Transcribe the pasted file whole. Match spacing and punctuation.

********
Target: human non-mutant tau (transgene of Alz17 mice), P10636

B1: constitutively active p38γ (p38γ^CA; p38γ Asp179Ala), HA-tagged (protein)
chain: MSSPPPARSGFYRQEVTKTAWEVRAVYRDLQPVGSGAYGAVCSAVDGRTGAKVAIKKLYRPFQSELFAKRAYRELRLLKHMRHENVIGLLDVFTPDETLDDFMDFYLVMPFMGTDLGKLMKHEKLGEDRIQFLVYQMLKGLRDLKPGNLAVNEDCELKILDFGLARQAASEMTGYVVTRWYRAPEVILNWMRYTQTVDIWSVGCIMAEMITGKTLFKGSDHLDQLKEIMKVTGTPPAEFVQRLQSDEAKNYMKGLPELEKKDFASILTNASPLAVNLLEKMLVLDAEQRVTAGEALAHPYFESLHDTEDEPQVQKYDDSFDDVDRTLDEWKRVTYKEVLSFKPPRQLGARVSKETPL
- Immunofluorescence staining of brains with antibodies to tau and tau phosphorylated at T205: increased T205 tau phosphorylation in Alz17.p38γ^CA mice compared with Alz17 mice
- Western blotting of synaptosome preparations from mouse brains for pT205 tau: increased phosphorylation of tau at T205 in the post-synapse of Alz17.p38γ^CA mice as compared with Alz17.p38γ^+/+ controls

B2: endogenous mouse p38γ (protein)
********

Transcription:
Target: human non-mutant tau (transgene of Alz17 mice), P10636

B1: constitutively active p38γ (p38γ^CA; p38γ Asp179Ala), HA-tagged (protein)
chain: MSSPPPARSGFYRQEVTKTAWEVRAVYRDLQPVGSGAYGAVCSAVDGRTGAKVAIKKLYRPFQSELFAKRAYRELRLLKHMRHENVIGLLDVFTPDETLDDFMDFYLVMPFMGTDLGKLMKHEKLGEDRIQFLVYQMLKGLRDLKPGNLAVNEDCELKILDFGLARQAASEMTGYVVTRWYRAPEVILNWMRYTQTVDIWSVGCIMAEMITGKTLFKGSDHLDQLKEIMKVTGTPPAEFVQRLQSDEAKNYMKGLPELEKKDFASILTNASPLAVNLLEKMLVLDAEQRVTAGEALAHPYFESLHDTEDEPQVQKYDDSFDDVDRTLDEWKRVTYKEVLSFKPPRQLGARVSKETPL
- Immunofluorescence staining of brains with antibodies to tau and tau phosphorylated at T205: increased T205 tau phosphorylation in Alz17.p38γ^CA mice compared with Alz17 mice
- Western blotting of synaptosome preparations from mouse brains for pT205 tau: increased phosphorylation of tau at T205 in the post-synapse of Alz17.p38γ^CA mice as compared with Alz17.p38γ^+/+ controls

B2: endogenous mouse p38γ (protein)